It’s the last week of the semester — but students in Dr. Benjamin Cheung’s class have already had their last day.
In a tweet from November 17, Cheung, a lecturer in the department of psychology, announced that he would be ending classes a week early for all his students.
Cheung, who currently teaches two sections each of PSYC 217 and PSYC 307, said that his decision follows that of his colleague Dr. Lillian May who took the lead and decided to end her semester early first.
“Dr. May was the one who came up with the idea [that I know of] amongst our little group of lecturers. And I thought that’s a fantastic idea,” said Cheung.
Amid concerns about already being one day short on lecture material, Cheung decided to cut down further material to allow his students Monday and Wednesday off of the last week of classes.
His decision comes as UBC Vancouver considers extending winter break by a week to give students and faculty extra time to rest, following decisions to do so at UBC Okanagan and other universities across Canada.
Although the final will still be the same, he has made a few assignments optional and has reduced the number of class participation booster assignments to ease the workload for his students.
“I needed a break as well because this term has been long,” he said. “I think I hear from enough of [my students], who seem to be struggling not so much [with] the content, but with the pacing of everything.”
According to him, the fact that several students continued to send in questions related to optional assignments despite his announcements is indicative of how difficult it is to keep track of everything at the moment, which prompted him to make his decision.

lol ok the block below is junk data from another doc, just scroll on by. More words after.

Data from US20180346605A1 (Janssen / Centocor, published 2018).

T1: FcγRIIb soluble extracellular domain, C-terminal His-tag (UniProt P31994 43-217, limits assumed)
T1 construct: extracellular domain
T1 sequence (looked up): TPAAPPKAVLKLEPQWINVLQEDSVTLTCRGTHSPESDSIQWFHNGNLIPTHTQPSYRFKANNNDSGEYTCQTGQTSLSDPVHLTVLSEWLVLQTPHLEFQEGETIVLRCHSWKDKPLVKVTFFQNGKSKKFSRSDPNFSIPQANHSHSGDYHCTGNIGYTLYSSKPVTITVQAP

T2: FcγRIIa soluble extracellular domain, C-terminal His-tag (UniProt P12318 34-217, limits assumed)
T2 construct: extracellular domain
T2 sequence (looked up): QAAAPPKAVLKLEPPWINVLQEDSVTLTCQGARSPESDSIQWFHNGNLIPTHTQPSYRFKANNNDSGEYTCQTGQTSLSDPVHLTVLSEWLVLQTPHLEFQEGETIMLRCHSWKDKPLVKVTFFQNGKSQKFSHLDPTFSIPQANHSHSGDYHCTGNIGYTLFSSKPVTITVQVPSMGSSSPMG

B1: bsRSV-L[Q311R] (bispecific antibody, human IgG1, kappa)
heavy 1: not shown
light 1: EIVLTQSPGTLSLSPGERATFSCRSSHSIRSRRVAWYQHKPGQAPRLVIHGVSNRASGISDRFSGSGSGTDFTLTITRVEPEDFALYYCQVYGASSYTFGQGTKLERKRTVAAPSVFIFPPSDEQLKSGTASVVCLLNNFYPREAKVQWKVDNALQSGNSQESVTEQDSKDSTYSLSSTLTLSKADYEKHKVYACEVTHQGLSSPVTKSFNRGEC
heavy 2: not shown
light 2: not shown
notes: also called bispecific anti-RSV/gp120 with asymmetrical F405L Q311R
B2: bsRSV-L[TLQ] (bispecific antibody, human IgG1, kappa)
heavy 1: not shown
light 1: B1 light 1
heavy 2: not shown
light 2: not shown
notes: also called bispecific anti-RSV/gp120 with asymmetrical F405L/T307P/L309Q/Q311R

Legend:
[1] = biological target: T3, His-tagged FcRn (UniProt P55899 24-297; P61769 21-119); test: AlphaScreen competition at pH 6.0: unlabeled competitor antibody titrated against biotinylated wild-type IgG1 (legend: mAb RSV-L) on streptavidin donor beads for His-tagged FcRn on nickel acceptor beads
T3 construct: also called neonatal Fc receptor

“I think by having fewer classes and fewer things to read, they’re all very happy about it,” said Cheung.
Cheung said that the response from his students has been overwhelmingly positive, with a few students suggesting that more professors should implement a similar step. “Best. Prof. Ever,” someone tweeted in response to his decision.
He added that there’s a possibility that other professors in the department may consider going down a similar path in the future.
“I think that there’s no reason to be against it. Most of the people who I know love the idea. And I think they probably would have tried to do it too, if maybe the idea hadn’t come to them so late in the term,” said Cheung.
“It’s something that I’ve been toying around with for a while. So I had the luxury of time to prepare for it and to work my way towards it.”
This story was updated to clarify that Cheung took the lead of Dr. Lillian May who ended classes early first.